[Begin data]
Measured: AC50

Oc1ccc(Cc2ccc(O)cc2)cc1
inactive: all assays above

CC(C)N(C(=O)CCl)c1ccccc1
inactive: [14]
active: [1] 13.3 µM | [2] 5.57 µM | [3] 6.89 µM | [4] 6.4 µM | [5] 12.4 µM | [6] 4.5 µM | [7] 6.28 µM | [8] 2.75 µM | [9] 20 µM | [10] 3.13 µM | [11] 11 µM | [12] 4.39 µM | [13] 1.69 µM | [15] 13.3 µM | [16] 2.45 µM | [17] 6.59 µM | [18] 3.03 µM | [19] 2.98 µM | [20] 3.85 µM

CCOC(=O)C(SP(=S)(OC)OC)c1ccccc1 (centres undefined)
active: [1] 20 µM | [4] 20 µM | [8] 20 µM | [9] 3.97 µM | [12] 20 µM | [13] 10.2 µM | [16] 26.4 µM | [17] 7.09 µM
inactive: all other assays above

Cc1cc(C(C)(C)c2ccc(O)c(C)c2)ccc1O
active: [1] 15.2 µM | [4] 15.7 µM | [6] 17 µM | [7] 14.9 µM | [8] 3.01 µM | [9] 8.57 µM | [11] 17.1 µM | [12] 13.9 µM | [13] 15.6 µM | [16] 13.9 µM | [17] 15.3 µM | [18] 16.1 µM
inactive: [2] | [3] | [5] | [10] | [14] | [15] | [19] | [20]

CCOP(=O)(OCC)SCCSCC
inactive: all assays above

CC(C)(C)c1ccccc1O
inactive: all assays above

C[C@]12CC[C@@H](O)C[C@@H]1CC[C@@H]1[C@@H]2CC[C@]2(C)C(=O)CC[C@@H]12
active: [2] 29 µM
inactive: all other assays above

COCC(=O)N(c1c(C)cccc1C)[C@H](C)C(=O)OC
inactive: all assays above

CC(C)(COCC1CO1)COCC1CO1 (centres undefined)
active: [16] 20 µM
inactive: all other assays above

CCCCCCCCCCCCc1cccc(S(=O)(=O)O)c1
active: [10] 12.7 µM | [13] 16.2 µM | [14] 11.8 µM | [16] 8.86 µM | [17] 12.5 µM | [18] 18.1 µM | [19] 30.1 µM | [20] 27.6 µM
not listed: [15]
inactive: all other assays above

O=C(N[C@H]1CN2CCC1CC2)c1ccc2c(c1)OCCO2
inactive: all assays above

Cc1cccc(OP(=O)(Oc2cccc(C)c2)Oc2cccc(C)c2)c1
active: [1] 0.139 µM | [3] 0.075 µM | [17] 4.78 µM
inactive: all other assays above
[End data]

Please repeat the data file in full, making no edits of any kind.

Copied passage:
Measured: AC50

Oc1ccc(Cc2ccc(O)cc2)cc1
inactive: all assays above

CC(C)N(C(=O)CCl)c1ccccc1
inactive: [14]
active: [1] 13.3 µM | [2] 5.57 µM | [3] 6.89 µM | [4] 6.4 µM | [5] 12.4 µM | [6] 4.5 µM | [7] 6.28 µM | [8] 2.75 µM | [9] 20 µM | [10] 3.13 µM | [11] 11 µM | [12] 4.39 µM | [13] 1.69 µM | [15] 13.3 µM | [16] 2.45 µM | [17] 6.59 µM | [18] 3.03 µM | [19] 2.98 µM | [20] 3.85 µM

CCOC(=O)C(SP(=S)(OC)OC)c1ccccc1 (centres undefined)
active: [1] 20 µM | [4] 20 µM | [8] 20 µM | [9] 3.97 µM | [12] 20 µM | [13] 10.2 µM | [16] 26.4 µM | [17] 7.09 µM
inactive: all other assays above

Cc1cc(C(C)(C)c2ccc(O)c(C)c2)ccc1O
active: [1] 15.2 µM | [4] 15.7 µM | [6] 17 µM | [7] 14.9 µM | [8] 3.01 µM | [9] 8.57 µM | [11] 17.1 µM | [12] 13.9 µM | [13] 15.6 µM | [16] 13.9 µM | [17] 15.3 µM | [18] 16.1 µM
inactive: [2] | [3] | [5] | [10] | [14] | [15] | [19] | [20]

CCOP(=O)(OCC)SCCSCC
inactive: all assays above

CC(C)(C)c1ccccc1O
inactive: all assays above

C[C@]12CC[C@@H](O)C[C@@H]1CC[C@@H]1[C@@H]2CC[C@]2(C)C(=O)CC[C@@H]12
active: [2] 29 µM
inactive: all other assays above

COCC(=O)N(c1c(C)cccc1C)[C@H](C)C(=O)OC
inactive: all assays above

CC(C)(COCC1CO1)COCC1CO1 (centres undefined)
active: [16] 20 µM
inactive: all other assays above

CCCCCCCCCCCCc1cccc(S(=O)(=O)O)c1
active: [10] 12.7 µM | [13] 16.2 µM | [14] 11.8 µM | [16] 8.86 µM | [17] 12.5 µM | [18] 18.1 µM | [19] 30.1 µM | [20] 27.6 µM
not listed: [15]
inactive: all other assays above

O=C(N[C@H]1CN2CCC1CC2)c1ccc2c(c1)OCCO2
inactive: all assays above

Cc1cccc(OP(=O)(Oc2cccc(C)c2)Oc2cccc(C)c2)c1
active: [1] 0.139 µM | [3] 0.075 µM | [17] 4.78 µM
inactive: all other assays above